At just 17, singer Kaci Brown has her sights firmly set on pop success. Kaci's debut album on Interscope, Instigator, came out in August 2005, and she's currently on the road promoting the release in the US. "The performances are going great," says Kaci. "It's better than I'd ever expected. I'm getting to do what I love to do--not many people can say that!"
Born in Texas in 1988, Brown began performing at an early age. At ten, she won the title of "Little Miss Texas Overall Grand Talent" and began performing at venues across the state. Soon she began experimenting with the piano as well. "I'd been singing all my life," she explains, "but I'd never played an instrument, and no one in my family plays or sings. I started teaching myself piano scales, and then took piano lessons for a year, but it wasn't going anywhere. It was only later, when I began writing, that it all started to click."
Seeking to make the most of Kaci's budding talents, her family moved to Nashville in 2001. "My grandmother took me to the Fan Fair CMA Music Festival in Nashville for my 11th birthday," Kaci recalls. "When I got back, I told my mom, 'This is what I want to do. I want to be up on the stage next year, a country celebrity singing in front of all those people.' I had started writing my first songs, so my mom began calling publishing companies in Nashville."
The P250 feels like a real piano.
Through Charlie Monk, a Music Row veteran who befriended her, Kaci connected with Clay Myers and Barbara Orbison, who had just started a new publishing company. At the tender age of 13, she was offered a publishing deal by Myers and Orbison. "My whole publishing deal was a major growing experience," says Kaci. "I started writing lyrics and music and learning how to read Nashville number charts and play them on the piano." Kaci especially enjoyed the Nashville style of co-writing: "I got to work with all the writers in the company. I absolutely love working that way. Maybe you have great lyrics, and they have a great melody, and you just put it together. Or you write the whole song together, because you're feeding off each other's energy and emotion and talents."
At 15, Brown switched genres from country to pop music. She connected with producer Toby Gad and began co-writing the songs that would become the basis of her current album. "The funny thing," says Kaci, "is that we didn't do it in a studio. My producer used his laptop, and we just recorded wherever we were. We recorded everything we did right when we wrote it--in my living room, a hotel room or wherever. He'd build a track, and we'd put vocals to it. And we wound up keeping all those original tracks! I liked their roughness, and the fact that everything's not perfectly tuned. It's raw, it's real--just the song, the way it was written."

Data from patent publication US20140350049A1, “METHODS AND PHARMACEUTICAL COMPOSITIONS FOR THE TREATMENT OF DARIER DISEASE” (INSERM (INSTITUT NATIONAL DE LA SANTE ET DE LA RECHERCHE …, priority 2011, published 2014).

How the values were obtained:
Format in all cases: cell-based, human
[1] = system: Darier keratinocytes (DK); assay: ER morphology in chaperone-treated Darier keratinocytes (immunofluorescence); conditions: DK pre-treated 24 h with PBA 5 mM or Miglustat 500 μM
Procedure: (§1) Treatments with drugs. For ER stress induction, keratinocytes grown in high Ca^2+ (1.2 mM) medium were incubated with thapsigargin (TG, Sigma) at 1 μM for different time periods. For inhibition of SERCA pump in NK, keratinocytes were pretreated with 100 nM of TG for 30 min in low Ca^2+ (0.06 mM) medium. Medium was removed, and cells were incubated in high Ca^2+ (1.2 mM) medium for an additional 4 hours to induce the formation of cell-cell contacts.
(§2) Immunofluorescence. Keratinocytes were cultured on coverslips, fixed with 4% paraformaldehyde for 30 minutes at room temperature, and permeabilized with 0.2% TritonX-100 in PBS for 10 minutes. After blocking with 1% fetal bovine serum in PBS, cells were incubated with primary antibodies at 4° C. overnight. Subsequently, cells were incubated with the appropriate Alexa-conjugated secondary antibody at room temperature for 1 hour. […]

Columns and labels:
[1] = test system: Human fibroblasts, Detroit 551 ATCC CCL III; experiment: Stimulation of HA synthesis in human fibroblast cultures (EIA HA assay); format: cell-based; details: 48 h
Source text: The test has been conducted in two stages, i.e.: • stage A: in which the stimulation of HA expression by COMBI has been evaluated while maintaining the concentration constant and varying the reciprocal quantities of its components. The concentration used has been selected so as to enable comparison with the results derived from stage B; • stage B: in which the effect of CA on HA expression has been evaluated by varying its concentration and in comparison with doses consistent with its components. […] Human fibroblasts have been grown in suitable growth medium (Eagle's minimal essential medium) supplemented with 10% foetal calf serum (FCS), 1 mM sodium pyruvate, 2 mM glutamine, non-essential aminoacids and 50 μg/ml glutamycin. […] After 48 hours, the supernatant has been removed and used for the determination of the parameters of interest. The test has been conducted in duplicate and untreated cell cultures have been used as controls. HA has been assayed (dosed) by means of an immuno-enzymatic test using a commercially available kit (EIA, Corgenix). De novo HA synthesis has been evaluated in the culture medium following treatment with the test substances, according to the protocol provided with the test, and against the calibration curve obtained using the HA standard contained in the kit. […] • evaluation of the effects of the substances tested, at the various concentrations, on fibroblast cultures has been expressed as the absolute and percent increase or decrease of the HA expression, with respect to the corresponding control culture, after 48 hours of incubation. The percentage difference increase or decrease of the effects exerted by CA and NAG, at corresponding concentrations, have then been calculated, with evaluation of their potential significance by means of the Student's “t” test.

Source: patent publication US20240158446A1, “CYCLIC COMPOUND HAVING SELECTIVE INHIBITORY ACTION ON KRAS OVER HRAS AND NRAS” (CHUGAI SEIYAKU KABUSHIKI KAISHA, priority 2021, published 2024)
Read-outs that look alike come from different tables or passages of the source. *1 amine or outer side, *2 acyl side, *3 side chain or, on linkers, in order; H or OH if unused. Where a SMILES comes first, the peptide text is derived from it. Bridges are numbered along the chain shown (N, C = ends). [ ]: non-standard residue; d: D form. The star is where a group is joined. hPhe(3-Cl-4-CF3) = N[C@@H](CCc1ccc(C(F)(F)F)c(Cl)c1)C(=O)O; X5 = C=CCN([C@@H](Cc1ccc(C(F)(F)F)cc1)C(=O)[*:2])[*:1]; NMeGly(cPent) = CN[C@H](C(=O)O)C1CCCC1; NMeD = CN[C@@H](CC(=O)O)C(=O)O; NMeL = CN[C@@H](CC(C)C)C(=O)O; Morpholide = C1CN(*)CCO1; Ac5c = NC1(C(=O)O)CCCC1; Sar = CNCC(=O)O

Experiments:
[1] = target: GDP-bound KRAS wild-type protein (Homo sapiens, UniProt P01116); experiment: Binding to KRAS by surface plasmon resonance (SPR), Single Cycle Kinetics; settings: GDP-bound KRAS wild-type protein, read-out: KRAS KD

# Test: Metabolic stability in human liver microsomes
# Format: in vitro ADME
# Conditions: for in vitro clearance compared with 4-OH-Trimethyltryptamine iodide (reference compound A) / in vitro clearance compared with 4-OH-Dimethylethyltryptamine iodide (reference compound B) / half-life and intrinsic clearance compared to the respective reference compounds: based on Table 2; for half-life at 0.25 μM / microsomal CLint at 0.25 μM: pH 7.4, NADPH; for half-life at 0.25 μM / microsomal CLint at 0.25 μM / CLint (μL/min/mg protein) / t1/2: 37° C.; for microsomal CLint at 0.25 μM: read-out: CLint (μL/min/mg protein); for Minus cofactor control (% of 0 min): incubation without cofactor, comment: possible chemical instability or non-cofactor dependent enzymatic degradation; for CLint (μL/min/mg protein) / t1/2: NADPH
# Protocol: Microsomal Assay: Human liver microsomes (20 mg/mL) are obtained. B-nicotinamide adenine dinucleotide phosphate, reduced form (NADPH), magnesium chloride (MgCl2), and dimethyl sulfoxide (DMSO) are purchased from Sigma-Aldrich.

Recording is very different from performing live, Kaci notes: "When you're recording, you have to imagine there are thousands of people sitting in front of you, and you're trying to express how you feel. You just have to close your eyes and think about what you're saying, to get that connection."
Onstage, Kaci uses a Yamaha P250 stage piano. "Whenever I write on keyboard, that's what I use, too," she says. "The sounds are amazing, especially the basic piano sounds. The strings too--they sound so full and rich. And the P250 feels like a real piano. It's a lot easier to get into playing something that feels like a real grand piano. So when I played the P250, I was like, 'I have to have this one!' I also sometimes use the built-in speakers for monitors. I love Yamaha!"
Kaci's future plans include touring abroad next year, recording a second album and more. "I'd love to get into TV and movies, both doing music and acting," she says. "I've always been interested in all sorts of entertainment. And I'm hopefully going to plug my songs into everything I do. I'm really all about the music. It's such a great way to express yourself, and a great way to understand others. Sometimes in pop you find that everyone's focused on the production or how fresh the beats are, rather than the lyrics and the actual emotion. But coming from Nashville and then working with a pop producer is great because not only do you get really great lyrics, but great production as well."